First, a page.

All Things Considered

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  • Hosted by Robert Siegel, Michele Norris, and Melissa Block

This program presents a trademark mix of news, interviews, commentaries, reviews, and offbeat features. It rings with the disparate voices of its commentators, from veteran analyst Daniel Schorr and storyteller Kevin Kling to poet Andrei Codrescu. It hums with the distinctive music that threads between reports -- music collected in the online program All Songs Considered. And by the time All Things Considered marked its 30th anniversary on the air, the program had earned many of journalism's highest honors, including the Peabody, DuPont and Overseas Press Club awards.

For months, scientists in Colombia have been working on a massive study.

They've been tracking the health of thousands of pregnant women to try to figure out key questions surrounding the Zika virus.

Now the team has published its first major findings, and they offer a glimmer of good news.

The streets around the Pulse nightclub in Orlando, Fla., are slowly coming back to life — slowly.

Police removed one of the roadblocks a few blocks away from the gay nightclub Wednesday, allowing local traffic to drive past a makeshift memorial of flowers, balloons, candles and crosses for the 49 victims, to within view of the club.

Alex Brehm was standing by the door of a still-shuttered 7-Eleven, watching scores of federal and local law enforcement officials work the scene, thinking about what's next for his home and the city of Orlando.

Assault Rifle Bans Find Life On State Level

Jun 15, 2016

After the mass shooting at Sandy Hook Elementary School in 2012, Congress stalled on passing gun control laws. Any efforts to curb ownership of assault-type rifles, like the AR-15 used in Newtown or the SIG Sauer MCX reportedly used last weekend in Orlando, also failed.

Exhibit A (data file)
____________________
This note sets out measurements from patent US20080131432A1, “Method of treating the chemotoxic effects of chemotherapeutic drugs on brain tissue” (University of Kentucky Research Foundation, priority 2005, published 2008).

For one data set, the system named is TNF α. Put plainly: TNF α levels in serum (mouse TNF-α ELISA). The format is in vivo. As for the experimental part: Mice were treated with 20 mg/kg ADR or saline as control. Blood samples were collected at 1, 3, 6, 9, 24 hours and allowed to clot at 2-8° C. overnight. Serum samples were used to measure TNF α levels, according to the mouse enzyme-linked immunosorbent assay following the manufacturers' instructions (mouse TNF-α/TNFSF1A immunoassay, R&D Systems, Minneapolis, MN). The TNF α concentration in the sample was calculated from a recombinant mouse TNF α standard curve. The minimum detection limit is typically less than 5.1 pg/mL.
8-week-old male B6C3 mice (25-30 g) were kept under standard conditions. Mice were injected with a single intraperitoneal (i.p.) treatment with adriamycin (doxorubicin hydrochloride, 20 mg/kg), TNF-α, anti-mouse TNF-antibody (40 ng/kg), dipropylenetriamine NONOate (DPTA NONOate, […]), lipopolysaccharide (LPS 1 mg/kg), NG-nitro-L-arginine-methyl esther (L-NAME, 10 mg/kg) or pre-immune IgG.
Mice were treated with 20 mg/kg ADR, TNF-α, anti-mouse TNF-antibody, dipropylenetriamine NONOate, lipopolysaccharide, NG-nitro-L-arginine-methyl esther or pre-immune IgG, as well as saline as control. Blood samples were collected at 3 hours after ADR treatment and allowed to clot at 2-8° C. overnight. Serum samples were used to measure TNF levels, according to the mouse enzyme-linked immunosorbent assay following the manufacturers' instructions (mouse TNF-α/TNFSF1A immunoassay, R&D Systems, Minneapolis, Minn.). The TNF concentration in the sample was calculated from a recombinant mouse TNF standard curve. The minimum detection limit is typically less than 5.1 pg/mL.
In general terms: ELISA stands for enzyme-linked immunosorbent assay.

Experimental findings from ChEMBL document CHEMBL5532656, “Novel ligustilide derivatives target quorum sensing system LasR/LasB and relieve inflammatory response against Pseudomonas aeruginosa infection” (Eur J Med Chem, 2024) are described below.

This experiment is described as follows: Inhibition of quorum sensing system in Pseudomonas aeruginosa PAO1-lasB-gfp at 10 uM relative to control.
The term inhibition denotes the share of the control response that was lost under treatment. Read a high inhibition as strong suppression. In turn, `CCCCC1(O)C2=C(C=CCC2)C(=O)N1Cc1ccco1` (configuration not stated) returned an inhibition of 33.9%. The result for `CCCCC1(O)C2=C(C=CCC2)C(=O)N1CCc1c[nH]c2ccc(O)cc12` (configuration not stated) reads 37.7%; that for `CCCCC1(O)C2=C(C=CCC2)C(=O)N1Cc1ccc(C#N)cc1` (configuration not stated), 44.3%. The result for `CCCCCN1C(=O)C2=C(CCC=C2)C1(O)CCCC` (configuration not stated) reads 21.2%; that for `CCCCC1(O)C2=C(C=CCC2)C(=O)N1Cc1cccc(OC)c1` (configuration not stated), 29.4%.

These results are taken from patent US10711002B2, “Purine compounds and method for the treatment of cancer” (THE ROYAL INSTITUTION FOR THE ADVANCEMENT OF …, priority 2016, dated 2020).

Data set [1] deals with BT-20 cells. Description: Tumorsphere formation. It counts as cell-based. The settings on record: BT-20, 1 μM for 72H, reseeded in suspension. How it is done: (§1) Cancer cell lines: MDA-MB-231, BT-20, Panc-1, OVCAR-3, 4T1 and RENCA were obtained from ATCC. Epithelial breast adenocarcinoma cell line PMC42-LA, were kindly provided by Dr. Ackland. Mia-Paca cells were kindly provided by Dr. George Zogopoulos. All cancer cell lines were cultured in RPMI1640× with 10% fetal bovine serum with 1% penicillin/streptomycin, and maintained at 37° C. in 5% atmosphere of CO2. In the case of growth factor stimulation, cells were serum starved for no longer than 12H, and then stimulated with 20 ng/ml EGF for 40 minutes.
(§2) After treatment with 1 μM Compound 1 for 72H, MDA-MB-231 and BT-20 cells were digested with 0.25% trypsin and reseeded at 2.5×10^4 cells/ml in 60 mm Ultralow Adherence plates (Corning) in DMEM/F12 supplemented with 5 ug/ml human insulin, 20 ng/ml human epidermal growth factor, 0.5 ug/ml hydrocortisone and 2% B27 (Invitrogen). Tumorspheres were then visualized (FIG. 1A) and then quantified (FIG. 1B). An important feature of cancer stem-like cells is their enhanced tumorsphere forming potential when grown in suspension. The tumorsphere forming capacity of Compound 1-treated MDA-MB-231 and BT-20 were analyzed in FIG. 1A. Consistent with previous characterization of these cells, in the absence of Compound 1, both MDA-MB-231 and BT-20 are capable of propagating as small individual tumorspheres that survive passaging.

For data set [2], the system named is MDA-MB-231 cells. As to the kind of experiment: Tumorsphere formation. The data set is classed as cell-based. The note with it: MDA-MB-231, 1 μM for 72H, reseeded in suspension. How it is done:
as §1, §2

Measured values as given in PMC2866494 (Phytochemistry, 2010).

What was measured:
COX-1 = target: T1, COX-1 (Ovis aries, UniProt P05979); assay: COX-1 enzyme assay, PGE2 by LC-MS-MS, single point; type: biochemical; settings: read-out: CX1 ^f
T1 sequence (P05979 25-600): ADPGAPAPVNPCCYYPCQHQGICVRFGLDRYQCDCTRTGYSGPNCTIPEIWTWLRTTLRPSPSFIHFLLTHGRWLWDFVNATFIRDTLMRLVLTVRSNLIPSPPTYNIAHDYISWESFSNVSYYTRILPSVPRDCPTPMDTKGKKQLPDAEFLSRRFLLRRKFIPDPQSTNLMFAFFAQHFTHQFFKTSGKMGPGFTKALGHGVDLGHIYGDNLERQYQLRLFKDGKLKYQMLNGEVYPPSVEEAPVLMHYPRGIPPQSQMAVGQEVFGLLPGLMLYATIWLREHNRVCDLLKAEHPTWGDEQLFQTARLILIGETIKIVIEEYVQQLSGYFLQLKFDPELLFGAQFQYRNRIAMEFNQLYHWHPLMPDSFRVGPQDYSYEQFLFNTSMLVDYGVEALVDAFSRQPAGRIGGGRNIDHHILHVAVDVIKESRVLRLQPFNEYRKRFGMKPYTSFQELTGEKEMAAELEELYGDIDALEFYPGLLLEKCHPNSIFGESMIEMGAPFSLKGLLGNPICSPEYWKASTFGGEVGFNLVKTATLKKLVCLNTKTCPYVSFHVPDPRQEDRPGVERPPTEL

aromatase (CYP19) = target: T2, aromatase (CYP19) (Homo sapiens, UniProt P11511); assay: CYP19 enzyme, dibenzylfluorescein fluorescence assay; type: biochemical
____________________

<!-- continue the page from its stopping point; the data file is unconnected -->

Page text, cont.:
But that didn't prevent some states from taking action.

Copyright 2016 NPR. To see more, visit http://www.npr.org/.

Copyright 2016 NPR. To see more, visit http://www.npr.org/.

President Obama has set a goal this year of taking in 10,000 Syrian refugees who have fled the devastating civil war in that country. This would be a large increase from previous years.

The latest State Department reports say just over 2,800 have come so far this year. Some activists describe it as a relatively slow start, but they say the Obama administration could reach its goal by year's end.

Copyright 2016 NPR. To see more, visit http://www.npr.org/.

Supreme Court nominee Merrick Garland finally got a hearing in Washington on Wednesday. Not from the U.S. Senate, but from the fifth grade graduating class at J.O. Wilson Elementary School, where Garland has tutored students for 18 years.

His testimony, as it were, was in the form of a commencement address, and he was almost as emotional as he was at the White House when he was nominated for a seat on the U.S. Supreme Court.

"You know, I like my job, but my favorite days are when I come to J.O. Wilson, and get high-fives walking down the hall," he began.

Copyright 2016 NPR. To see more, visit http://www.npr.org/.

In more and more countries, investors are paying the government for the privilege of owning its bonds. It's usually the other way around.

The yield on Germany's 10-year government bond fell into negative territory for the first time ever on Tuesday, as worries build that the United Kingdom could decide to leave the European Union next week.

The lawyer representing Uber drivers in the historic settlement — which could total as much as $100 million — is under attack. Critics and even the judge in the case say attorney Shannon Liss-Riordan may not be fighting hard enough, and that she may be accepting too little for the drivers. Liss-Riordan disagrees, and to prove her pure intentions, she is reducing her fees.

A Weak Settlement?

The last couple of weeks have not been pretty.

Copyright 2016 NPR. To see more, visit http://www.npr.org/.

Copyright 2016 NPR. To see more, visit http://www.npr.org/.

Copyright 2016 NPR. To see more, visit http://www.npr.org/.

Copyright 2016 NPR. To see more, visit http://www.npr.org/.

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